percentile location: P
i = (n)
100
• Determine the percentile’s location and its
value.
• If i is a whole number, the percentile is the
average of the values at the i and (i+1)
positions.
• If i is not a whole number, the percentile is at
the (i+1) position in the ordered array.

Business Statistics, 4e, by Ken Black. © 2003 John Wiley & Sons. 3-15
Percentiles: Example
• Raw Data: 14, 12, 19, 23, 5, 13, 28, 17
• Ordered Array: 5, 12, 13, 14, 17, 19, 23, 28
• Location of
30th percentile: 30
i= (8) =24
.
100
• The location index, i, is not a whole number; i+1 =
2.4+1=3.4; the whole number portion is 3; the
30th percentile is at the 3rd location of the array;
the 30th percentile is 13.

Business Statistics, 4e, by Ken Black. © 2003 John Wiley & Sons. 3-16
Quartiles
• Measures of central tendency that divide a group of
data into four subgroups
• Q1: 25% of the data set is below the first quartile
• Q2: 50% of the data set is below the second quartile
• Q3: 75% of the data set is below the third quartile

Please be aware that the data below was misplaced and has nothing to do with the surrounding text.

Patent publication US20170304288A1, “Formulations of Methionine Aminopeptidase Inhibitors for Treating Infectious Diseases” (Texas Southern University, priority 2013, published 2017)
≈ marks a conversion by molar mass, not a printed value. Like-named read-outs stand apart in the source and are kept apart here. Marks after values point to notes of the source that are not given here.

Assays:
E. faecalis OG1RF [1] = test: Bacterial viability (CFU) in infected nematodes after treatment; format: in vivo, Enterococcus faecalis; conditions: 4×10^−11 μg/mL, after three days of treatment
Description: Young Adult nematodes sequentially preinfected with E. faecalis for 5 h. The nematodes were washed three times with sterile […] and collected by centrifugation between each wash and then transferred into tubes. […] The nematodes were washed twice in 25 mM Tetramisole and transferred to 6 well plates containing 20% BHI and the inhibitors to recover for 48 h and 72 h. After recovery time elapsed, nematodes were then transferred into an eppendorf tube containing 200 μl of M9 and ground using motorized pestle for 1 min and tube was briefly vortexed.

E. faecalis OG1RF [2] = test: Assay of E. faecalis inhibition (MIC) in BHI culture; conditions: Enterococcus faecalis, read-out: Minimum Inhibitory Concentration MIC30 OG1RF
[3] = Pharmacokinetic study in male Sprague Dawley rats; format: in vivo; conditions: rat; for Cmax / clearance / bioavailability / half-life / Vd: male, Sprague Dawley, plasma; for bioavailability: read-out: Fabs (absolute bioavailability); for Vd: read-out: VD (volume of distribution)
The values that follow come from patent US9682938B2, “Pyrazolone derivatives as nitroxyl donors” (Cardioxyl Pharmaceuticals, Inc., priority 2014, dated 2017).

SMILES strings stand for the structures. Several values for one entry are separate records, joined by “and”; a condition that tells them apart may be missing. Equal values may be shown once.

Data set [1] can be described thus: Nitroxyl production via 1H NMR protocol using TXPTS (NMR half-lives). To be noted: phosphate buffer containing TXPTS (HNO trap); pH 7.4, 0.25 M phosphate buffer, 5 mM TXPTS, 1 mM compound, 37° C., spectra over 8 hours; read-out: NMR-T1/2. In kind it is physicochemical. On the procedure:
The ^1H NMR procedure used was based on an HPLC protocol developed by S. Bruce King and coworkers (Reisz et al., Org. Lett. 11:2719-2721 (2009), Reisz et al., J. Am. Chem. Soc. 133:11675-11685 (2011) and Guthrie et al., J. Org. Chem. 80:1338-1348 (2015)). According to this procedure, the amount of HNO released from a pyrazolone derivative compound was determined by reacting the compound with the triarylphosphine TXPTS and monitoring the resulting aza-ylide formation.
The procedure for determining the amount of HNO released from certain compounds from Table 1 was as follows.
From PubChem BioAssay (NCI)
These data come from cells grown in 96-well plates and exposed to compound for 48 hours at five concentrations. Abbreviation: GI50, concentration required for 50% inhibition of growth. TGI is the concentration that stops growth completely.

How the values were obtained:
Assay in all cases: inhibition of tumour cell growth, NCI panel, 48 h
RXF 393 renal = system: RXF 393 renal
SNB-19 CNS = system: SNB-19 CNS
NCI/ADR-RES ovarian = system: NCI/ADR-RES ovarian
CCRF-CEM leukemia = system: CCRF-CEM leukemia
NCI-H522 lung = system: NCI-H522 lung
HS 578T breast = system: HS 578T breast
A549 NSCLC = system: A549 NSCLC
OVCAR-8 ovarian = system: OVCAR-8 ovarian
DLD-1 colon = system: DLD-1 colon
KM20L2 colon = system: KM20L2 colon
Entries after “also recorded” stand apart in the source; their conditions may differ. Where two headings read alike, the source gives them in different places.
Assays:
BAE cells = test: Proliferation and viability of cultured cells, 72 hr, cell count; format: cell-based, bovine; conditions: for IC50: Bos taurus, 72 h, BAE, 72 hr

• Q1 is equal to the 25th percentile
• Q2 is located at 50th percentile and equals the median
• Q3 is equal to the 75th percentile
• Quartile values are not necessarily members of the
data set

Business Statistics, 4e, by Ken Black. © 2003 John Wiley & Sons. 3-17
Business Statistics, 4e, by Ken Black. © 2003 John Wiley & Sons. 3-18
Quartiles: Example
• Ordered array: 106, 109, 114, 116, 121, 122,
125, 129
• Q1 25 109 +114
i = (8) =2 Q1 = =111.5
100 2
50 16 +1
1 21
• Q 2: i= (8)=4 Q2= =1
18.5
1
00 2
7
5 2+
1
2 1
2
5
• Q 3: i= ()
8=6 3=
Q =1
2
35.
1
0
0 2

Business Statistics, 4e, by Ken Black. © 2003 John Wiley & Sons. 3-19
Variability
No Variability in Cash Flow Mean
Mean

## Variability in Cash Flow Mean

Mean

Business Statistics, 4e, by Ken Black. © 2003 John Wiley & Sons. 3-20
Variability

Variability

No Variability

Business Statistics, 4e, by Ken Black. © 2003 John Wiley & Sons. 3-21
Measures of Variability:
Ungrouped Data
• Measures of variability describe the spread
or the dispersion of a set of data.
• Common Measures of Variability
– Range
– Interquartile Range
– Mean Absolute Deviation
– Variance
– Standard Deviation
– Z scores
– Coefficient of Variation
Business Statistics, 4e, by Ken Black. © 2003 John Wiley & Sons. 3-22
Range
• The difference between the largest and the
smallest values in a set of data
• Simple to compute 35 41 44 45
• Ignores all data points except 37 41 the44 46